High-school teams in Rapid City have struggled in recent years to compete with Sioux Falls teams in some sports. But they dominate in others, especially trapshooting.
With many state championships and even state titles to its credit, the youth trapshooting program in Rapid City continues its tradition of excellence. That means lots of practice and beginning team shoots when there's still snow on the ground and a wintry chill in the air.
Mike Kintigh, a state Game, Fish & Parks Department official who helps coach the high-school-age team, said during a practice last week that the team had already had several practices this year.
"I feel like it, when there's snow out here, but it's not too early," Kintigh said. "We shoot year round."
They shoot well any time of year, but are limited by target-throwing machines in underground trap houses that get cantankerous in the cold. That means practice usually isn't held until the temperature is above freezing.
"We've actually put space heaters in the houses and warmed them up so we should shoot," Kintigh said. "But guys don't want to stand out there when it's that cold too long."
Sharp-eyed teenage shooters will endure some discomfort, however, to get an early start on the noisy sport they love. Austin Duvall of Rapid City says he loves trapshooting because it takes him outdoors, almost any time of the year.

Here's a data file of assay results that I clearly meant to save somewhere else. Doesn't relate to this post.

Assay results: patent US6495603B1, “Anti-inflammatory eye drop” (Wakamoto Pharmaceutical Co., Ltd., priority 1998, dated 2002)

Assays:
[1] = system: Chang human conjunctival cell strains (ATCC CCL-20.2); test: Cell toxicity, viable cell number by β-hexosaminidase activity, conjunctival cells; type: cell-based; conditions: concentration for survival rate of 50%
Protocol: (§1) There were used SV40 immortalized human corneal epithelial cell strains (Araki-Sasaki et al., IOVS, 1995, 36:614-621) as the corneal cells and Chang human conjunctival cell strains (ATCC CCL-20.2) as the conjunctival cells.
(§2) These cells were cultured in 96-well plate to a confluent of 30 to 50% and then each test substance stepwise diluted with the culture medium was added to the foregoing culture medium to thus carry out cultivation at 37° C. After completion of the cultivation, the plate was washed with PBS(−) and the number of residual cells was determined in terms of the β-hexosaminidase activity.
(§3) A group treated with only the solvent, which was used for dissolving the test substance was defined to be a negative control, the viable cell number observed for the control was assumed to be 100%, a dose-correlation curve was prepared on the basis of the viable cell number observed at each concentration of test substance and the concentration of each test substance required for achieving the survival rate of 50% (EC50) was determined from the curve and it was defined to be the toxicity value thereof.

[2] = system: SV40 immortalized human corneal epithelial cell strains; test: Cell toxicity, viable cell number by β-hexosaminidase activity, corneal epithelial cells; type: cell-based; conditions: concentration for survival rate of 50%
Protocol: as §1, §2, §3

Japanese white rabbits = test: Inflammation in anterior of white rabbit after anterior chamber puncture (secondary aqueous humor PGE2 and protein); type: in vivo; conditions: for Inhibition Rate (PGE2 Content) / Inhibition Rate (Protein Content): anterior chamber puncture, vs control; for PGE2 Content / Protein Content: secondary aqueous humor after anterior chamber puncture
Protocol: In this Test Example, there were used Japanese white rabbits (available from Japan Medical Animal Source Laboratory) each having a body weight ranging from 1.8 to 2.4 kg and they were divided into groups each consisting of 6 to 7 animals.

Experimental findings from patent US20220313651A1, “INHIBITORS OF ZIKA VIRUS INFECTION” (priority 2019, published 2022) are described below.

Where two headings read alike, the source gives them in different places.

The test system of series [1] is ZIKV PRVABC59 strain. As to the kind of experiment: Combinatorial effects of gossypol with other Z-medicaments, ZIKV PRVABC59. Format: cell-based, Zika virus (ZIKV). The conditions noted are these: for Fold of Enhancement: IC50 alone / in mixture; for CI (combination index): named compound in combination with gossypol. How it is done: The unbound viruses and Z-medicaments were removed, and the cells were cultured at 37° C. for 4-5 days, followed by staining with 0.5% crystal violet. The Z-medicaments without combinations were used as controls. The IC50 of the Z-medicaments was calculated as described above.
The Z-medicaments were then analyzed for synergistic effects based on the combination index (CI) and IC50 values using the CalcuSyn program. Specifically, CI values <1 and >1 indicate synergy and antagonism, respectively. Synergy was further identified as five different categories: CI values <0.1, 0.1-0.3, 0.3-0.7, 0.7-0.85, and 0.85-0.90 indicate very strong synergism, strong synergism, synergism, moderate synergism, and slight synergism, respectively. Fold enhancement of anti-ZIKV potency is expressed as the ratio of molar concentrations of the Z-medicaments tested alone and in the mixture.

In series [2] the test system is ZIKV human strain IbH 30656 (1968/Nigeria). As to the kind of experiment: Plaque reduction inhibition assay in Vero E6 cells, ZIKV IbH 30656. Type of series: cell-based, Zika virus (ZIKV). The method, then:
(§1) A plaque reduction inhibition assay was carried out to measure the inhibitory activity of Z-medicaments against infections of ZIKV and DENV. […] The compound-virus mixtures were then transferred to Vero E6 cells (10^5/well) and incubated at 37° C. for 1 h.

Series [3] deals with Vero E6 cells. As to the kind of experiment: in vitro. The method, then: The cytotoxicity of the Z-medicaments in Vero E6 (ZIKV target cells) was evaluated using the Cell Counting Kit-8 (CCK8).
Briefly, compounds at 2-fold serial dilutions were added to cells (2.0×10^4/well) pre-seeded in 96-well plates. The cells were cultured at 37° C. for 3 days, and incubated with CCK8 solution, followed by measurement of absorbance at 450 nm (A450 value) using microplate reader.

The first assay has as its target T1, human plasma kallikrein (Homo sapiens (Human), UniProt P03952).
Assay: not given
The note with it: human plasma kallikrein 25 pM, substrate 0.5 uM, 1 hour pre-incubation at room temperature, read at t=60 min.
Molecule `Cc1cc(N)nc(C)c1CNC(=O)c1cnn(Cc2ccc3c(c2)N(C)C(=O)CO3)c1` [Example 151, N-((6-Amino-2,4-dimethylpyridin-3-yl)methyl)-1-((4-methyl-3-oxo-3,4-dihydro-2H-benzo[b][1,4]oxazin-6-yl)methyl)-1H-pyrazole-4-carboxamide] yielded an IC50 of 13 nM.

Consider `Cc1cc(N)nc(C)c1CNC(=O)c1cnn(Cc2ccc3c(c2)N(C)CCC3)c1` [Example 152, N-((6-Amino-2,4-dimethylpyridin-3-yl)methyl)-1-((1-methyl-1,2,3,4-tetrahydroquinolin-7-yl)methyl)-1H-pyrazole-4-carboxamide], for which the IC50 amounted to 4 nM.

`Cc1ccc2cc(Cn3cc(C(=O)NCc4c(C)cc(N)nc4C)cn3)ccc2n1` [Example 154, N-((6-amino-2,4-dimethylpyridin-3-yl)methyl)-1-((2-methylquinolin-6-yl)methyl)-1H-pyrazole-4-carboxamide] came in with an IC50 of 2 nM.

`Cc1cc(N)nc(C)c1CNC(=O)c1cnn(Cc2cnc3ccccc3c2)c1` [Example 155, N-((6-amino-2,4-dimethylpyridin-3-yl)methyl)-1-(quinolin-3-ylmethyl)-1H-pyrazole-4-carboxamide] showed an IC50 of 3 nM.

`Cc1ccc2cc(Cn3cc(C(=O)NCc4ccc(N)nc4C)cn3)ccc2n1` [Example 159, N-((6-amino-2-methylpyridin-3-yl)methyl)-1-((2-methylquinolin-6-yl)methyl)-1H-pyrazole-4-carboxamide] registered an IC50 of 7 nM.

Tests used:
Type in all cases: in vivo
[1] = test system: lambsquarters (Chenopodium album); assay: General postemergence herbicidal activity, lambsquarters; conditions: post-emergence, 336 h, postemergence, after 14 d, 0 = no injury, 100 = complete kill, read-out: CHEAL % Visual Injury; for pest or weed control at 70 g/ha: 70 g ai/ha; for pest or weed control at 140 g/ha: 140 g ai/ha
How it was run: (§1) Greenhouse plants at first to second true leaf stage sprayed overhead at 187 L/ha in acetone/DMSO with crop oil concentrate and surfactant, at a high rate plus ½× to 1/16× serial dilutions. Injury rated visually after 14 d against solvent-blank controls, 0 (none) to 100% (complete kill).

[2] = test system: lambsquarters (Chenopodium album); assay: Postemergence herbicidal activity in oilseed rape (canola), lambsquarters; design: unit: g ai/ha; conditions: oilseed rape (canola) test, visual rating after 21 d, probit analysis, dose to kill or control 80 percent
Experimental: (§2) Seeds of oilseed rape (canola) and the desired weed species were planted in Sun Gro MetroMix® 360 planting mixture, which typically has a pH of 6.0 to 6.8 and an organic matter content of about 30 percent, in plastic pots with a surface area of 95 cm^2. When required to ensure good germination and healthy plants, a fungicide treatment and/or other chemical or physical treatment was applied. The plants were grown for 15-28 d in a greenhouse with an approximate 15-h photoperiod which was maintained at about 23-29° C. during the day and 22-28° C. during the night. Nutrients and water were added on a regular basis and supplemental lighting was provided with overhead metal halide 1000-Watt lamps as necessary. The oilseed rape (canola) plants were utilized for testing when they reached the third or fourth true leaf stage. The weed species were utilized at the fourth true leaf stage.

"That's probably the thing I look forward to the most about the wintertime, is when do I get to start trapshooting," Duvall said. "I love that it's not an indoor sport. That's probably the funnest part."
Busting clay targets isn't a bad part, either. But it doesn't come easy.
Team member Hunter Weaver of Rapid City said succeeding at the sport takes "practice, lots of practice, and self-discipline."
It takes a sharp eye and steady hand as well. Team members show that during noisy practice sessions where whizzing clay saucers rarely land in one piece.
The team's goal this year is to win state as usual, but also to shoot for a bigger title that Rapid City teams have won in the past.
"We're gearing up to take them to the nationals in Sparta, Ill., come August, and hoping they can do real well there, bring home a trophy," Kintigh said.
That means firing away in all kinds of weather, including the cold. That doesn't bother Weaver.
"It gets a little cold but when you're shooting you don't really notice it," Weaver said. "I guess it doesn't really make that big of a difference."
It's a big chore and expense to take the team to nationals, and Weaver said the prospect of being part of the tournament is "unreal."
"I've always wanted to go to nationals, so this will be pretty cool" Weaver said.
Which is different than pretty chilly.